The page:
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Red-tipped photinia is a large, broadleaf, evergreen shrub (10-15' tall) with erect stems and leathery dark green leaves. It takes its name from its new growth, which starts as a beautiful red before turning green. Red-tipped photinias are hardy throughout Texas. However, while it is one of the few shrubs with the strong attribute of color in its new growth, it is highly susceptible to Entomosporium Leaf Spot, a fungal disease that can weaken, defoliate, and even kill established shrubs. For these reasons, the Texas AgriLife Extension Service warns "planter beware", and no longer highly recommends it for that reason.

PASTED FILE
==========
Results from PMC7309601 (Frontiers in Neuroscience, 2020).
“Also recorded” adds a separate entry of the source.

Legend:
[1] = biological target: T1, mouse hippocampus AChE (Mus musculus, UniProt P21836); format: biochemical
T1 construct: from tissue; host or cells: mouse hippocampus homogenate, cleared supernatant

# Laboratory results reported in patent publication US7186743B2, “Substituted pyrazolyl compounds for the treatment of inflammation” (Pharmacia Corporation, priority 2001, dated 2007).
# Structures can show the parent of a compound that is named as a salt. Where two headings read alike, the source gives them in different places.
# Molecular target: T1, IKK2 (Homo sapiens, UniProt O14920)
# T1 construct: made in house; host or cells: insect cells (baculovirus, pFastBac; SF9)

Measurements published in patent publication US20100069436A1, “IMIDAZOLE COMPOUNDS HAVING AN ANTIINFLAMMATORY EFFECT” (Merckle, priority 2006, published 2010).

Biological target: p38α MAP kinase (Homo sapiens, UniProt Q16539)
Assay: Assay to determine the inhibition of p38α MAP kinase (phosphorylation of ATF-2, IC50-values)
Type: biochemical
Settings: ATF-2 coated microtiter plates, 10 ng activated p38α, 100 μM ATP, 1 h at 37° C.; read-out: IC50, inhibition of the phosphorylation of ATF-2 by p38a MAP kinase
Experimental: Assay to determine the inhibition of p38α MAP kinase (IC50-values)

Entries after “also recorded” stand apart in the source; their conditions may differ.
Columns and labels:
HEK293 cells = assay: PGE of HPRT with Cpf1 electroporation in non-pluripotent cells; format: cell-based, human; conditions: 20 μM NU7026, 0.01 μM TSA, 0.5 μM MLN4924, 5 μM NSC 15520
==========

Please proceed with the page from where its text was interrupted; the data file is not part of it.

However, if you still want to use red-tipped photinia, to be successful careful planning of location must be considered. Red-tipped photinia should be planted in full sun with good spacing between plants - crowded plants will be more prone to the disease. Good air circulation can help prevent leaf spot disease which can seriously weaken these plants. Watering at the soil level, rather than from above, is also helpful in avoiding leaf spot disease. And fallen leaves should always be removed.

Gloria Jenkins, Smith County Master Gardener
Texas AgriLife Extension Service

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